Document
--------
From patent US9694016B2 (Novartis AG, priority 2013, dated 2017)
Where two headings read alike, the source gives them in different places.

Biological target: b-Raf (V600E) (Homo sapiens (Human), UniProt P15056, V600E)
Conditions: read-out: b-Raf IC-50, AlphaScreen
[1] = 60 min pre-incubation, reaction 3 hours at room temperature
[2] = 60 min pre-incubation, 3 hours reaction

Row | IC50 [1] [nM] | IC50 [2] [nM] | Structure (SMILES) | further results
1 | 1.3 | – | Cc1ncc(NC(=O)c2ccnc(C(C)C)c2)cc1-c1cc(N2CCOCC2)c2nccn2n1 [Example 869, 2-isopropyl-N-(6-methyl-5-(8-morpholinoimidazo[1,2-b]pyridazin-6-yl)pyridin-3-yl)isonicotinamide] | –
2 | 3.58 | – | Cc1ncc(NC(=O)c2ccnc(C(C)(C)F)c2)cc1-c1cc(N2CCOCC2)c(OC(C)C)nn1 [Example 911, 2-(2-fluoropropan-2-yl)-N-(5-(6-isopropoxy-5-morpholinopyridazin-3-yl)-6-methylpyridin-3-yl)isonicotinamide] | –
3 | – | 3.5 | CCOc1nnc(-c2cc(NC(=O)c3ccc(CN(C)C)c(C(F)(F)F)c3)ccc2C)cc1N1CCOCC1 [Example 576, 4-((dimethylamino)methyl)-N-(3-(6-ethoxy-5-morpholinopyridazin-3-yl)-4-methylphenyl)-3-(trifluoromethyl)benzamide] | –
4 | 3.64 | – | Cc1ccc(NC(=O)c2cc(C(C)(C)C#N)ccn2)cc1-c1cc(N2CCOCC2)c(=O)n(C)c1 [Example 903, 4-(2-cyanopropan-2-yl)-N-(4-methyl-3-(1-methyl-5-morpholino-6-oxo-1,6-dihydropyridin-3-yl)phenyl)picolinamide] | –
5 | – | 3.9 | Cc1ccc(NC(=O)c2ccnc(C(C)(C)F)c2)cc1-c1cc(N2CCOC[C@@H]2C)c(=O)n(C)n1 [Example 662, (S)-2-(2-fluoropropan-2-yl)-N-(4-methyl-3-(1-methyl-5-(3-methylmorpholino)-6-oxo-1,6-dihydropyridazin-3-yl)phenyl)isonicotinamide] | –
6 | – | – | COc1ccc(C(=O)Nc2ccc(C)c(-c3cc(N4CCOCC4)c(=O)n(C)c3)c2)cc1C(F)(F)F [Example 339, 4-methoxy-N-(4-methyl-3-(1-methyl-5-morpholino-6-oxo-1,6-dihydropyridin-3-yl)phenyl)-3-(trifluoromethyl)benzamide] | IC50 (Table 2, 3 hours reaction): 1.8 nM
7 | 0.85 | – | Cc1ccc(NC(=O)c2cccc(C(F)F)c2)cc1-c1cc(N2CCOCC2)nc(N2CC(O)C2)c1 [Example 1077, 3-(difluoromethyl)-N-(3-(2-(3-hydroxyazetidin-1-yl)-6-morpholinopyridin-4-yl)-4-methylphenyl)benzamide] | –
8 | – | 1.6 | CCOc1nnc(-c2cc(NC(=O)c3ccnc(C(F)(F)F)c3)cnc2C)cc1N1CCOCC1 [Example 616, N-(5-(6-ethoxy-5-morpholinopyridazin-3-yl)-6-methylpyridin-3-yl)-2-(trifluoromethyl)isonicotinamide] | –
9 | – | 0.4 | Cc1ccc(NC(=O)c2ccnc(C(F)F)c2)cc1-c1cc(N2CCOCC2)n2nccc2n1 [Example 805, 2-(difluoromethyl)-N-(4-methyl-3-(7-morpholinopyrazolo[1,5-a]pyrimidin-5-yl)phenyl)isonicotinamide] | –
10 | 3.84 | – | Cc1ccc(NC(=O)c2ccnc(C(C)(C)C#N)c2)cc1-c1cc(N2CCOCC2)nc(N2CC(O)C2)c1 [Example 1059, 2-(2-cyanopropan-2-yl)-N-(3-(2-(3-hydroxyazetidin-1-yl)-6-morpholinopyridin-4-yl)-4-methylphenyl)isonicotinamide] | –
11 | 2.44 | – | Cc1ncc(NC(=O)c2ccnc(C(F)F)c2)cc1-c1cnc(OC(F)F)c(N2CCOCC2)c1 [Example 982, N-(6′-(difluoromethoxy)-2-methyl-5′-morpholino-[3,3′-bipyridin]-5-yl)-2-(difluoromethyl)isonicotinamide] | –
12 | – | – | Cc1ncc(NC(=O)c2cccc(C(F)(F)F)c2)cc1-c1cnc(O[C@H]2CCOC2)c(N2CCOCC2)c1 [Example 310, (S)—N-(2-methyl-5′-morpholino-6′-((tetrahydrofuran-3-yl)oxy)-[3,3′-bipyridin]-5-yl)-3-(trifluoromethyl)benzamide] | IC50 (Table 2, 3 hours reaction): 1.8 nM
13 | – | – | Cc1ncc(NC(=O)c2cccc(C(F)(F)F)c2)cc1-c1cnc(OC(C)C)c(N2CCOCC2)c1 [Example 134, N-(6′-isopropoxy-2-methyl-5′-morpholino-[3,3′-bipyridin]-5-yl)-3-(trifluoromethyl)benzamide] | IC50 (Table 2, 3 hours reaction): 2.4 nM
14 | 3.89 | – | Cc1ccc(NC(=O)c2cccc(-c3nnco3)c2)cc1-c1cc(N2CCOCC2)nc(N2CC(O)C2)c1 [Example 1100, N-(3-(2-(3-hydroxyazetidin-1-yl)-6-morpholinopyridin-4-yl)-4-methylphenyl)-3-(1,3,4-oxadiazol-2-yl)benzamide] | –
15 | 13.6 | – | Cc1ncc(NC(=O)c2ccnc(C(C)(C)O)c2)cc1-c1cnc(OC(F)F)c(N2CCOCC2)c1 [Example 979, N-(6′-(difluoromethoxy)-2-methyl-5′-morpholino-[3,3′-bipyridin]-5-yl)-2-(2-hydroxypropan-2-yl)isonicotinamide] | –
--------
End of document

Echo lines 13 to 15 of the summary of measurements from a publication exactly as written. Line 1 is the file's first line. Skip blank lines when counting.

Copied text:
6 | – | – | COc1ccc(C(=O)Nc2ccc(C)c(-c3cc(N4CCOCC4)c(=O)n(C)c3)c2)cc1C(F)(F)F [Example 339, 4-methoxy-N-(4-methyl-3-(1-methyl-5-morpholino-6-oxo-1,6-dihydropyridin-3-yl)phenyl)-3-(trifluoromethyl)benzamide] | IC50 (Table 2, 3 hours reaction): 1.8 nM
7 | 0.85 | – | Cc1ccc(NC(=O)c2cccc(C(F)F)c2)cc1-c1cc(N2CCOCC2)nc(N2CC(O)C2)c1 [Example 1077, 3-(difluoromethyl)-N-(3-(2-(3-hydroxyazetidin-1-yl)-6-morpholinopyridin-4-yl)-4-methylphenyl)benzamide] | –
8 | – | 1.6 | CCOc1nnc(-c2cc(NC(=O)c3ccnc(C(F)(F)F)c3)cnc2C)cc1N1CCOCC1 [Example 616, N-(5-(6-ethoxy-5-morpholinopyridazin-3-yl)-6-methylpyridin-3-yl)-2-(trifluoromethyl)isonicotinamide] | –